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Input.mousePosition returns a value where the Y values is inverted (compared to how Rect's are created), so this function simply returns the correct value of the mouse position.
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==Step 6: Custom Functions Continued==
 
==Step 6: Custom Functions Continued==

Revision as of 01:04, 19 September 2010

Implementing a Drag and Drop Spell Bar:
by Mike Cook.


Contents

Description:

I am sure this has been covered somewhere in the Unity Forums, but I couldn't find any relevant information when I was starting out on this, so hopefully this tutorial will help someone starting out with Unity. Basically we will be mimicking the spell bar seen in such games as World of Warcraft, or Aion.

Step 1: Plan what you want to do before you do it

I have a very bad habit of "rushing" into things. I get an idea, and I HAVE TO IMPLEMENT IT THAT VERY SECOND. So I quickly slap things together in my main script and it usually results in a mess. I can't stress enough the fact that careful planning will go a long way. For our custom drag and drop spell bar, we want to implement the following features:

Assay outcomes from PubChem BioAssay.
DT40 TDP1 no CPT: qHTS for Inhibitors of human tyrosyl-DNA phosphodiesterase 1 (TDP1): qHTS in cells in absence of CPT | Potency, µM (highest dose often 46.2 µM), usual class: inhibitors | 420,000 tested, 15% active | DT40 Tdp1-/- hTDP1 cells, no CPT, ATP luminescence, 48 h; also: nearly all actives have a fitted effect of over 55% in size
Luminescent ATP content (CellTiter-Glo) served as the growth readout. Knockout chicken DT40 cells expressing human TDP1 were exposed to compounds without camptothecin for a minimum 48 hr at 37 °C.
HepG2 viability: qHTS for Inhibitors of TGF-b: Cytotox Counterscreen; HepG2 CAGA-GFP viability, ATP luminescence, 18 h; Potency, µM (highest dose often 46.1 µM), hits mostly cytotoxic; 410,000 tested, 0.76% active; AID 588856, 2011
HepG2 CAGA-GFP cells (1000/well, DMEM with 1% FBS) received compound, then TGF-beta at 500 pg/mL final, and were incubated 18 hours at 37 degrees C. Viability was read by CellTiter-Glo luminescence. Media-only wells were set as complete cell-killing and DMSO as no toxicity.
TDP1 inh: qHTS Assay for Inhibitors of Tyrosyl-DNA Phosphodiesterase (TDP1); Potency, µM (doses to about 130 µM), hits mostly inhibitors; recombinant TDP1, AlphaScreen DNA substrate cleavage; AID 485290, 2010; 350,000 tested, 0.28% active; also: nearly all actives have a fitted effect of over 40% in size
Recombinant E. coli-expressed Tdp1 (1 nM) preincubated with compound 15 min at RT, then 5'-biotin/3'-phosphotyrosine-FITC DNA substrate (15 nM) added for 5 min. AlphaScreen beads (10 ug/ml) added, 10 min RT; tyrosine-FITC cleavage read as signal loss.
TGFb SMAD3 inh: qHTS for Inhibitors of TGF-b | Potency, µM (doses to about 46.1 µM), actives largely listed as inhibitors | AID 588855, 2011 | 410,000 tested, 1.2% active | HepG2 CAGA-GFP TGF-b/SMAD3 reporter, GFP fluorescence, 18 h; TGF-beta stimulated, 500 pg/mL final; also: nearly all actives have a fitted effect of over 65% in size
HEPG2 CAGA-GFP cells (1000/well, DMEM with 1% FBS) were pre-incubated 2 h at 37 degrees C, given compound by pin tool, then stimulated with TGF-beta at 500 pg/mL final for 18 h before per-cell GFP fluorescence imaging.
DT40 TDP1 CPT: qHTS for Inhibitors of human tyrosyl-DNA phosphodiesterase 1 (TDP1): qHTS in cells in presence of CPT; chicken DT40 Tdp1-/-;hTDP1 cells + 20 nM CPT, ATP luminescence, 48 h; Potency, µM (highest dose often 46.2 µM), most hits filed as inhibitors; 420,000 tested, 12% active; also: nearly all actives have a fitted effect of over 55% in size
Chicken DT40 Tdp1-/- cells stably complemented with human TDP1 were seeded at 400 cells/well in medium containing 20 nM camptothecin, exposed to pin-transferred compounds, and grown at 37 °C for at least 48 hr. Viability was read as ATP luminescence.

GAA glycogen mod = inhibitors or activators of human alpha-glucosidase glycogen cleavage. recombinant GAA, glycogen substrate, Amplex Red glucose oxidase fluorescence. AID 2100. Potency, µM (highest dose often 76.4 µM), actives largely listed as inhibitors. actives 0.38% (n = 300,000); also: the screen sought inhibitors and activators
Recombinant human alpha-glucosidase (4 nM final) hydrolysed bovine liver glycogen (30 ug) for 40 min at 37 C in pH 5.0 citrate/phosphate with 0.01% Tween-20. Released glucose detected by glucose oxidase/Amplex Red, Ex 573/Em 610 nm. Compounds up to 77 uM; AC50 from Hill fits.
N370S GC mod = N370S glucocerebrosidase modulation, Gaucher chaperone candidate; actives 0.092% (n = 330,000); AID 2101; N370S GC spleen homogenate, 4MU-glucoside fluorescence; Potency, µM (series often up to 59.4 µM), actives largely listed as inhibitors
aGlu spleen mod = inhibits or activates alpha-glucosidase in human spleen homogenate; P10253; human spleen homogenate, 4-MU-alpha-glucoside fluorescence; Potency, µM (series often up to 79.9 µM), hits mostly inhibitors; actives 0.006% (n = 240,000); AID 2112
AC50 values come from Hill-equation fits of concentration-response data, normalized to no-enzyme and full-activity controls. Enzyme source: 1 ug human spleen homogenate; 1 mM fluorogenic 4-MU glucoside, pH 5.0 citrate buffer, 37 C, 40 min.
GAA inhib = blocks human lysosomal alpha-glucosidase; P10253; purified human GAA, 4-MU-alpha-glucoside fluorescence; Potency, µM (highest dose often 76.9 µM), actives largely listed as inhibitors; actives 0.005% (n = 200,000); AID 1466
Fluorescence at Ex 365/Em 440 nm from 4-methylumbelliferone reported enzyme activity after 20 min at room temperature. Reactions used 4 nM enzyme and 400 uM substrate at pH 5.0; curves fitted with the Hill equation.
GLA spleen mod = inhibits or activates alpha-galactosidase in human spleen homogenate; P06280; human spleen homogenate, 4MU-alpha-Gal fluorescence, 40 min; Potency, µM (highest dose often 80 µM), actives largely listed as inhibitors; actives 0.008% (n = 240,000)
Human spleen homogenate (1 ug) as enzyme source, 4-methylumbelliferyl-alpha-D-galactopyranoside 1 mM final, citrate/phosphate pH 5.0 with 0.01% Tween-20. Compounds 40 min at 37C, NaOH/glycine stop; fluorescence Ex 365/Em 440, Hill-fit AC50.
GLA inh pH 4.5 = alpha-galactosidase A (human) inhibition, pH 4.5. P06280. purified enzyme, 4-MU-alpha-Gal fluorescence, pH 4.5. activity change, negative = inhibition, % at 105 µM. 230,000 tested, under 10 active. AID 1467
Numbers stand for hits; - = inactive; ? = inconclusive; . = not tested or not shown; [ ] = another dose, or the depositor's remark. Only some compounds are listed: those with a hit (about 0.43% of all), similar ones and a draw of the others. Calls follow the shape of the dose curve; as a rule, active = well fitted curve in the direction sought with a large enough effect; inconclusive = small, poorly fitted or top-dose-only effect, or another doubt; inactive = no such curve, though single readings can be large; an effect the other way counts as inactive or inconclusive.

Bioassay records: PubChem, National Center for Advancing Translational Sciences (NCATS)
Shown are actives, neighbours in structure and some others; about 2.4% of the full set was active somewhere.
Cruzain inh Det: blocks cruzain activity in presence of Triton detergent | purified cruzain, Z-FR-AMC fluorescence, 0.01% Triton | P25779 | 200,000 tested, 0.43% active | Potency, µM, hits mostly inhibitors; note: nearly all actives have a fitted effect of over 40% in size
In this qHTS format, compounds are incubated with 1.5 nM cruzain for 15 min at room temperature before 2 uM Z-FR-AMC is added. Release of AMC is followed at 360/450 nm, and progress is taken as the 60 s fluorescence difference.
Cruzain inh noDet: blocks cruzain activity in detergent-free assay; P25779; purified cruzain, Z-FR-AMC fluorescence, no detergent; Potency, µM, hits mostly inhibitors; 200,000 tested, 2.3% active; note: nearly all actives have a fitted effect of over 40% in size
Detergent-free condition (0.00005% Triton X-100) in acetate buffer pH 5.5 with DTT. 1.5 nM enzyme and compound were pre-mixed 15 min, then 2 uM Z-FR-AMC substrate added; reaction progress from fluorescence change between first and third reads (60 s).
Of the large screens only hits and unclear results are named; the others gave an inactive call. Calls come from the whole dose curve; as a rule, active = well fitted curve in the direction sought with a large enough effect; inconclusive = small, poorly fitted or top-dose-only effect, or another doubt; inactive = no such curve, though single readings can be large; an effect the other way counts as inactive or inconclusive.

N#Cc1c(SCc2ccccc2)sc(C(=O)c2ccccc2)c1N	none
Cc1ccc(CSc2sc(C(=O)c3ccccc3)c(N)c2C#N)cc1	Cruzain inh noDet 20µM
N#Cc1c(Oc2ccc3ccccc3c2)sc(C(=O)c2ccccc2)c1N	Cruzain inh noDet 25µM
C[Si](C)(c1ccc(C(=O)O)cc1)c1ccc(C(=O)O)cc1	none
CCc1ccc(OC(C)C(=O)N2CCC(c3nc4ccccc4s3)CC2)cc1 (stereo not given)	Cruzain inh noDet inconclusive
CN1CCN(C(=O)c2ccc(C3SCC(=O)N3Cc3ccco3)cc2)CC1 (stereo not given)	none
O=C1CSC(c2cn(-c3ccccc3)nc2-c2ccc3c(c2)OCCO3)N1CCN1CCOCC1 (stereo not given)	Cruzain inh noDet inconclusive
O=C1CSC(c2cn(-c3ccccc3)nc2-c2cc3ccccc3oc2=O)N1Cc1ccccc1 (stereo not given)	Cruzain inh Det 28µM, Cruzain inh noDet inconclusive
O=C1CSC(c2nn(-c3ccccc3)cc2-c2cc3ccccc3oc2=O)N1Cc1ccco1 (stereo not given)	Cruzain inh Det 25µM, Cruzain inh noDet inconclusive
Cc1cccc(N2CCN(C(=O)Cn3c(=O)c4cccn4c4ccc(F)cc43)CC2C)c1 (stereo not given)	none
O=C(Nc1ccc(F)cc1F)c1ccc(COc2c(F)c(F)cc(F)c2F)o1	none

• Easily add items to the spell bar.
  • Drag and drop items off spell bar to delete them.
  • Drag and drop item into empty slot to switch its location.
  • Drag and drop item into occupied slot to swap the items.
  • Restrict certain items from going into certain slots.
  • Drag and drop feature will be "sticky" meaning the user will have to drag a ways for the icon to disengage from the slot.
  • Clicking an item will activate it, or use it.
  • Right clicking while dragging will cancel the currently dragged item.

Unity out of the box does not support any button that will accomplish what we want to do (that I am aware of). The default GUI.Button only registers when you release the button, and the Repeat Button only registers when the user is holding the mouse down while above the button. It became clear when I first started this project that I would have to implement my own buttons and ditch Unity's all together.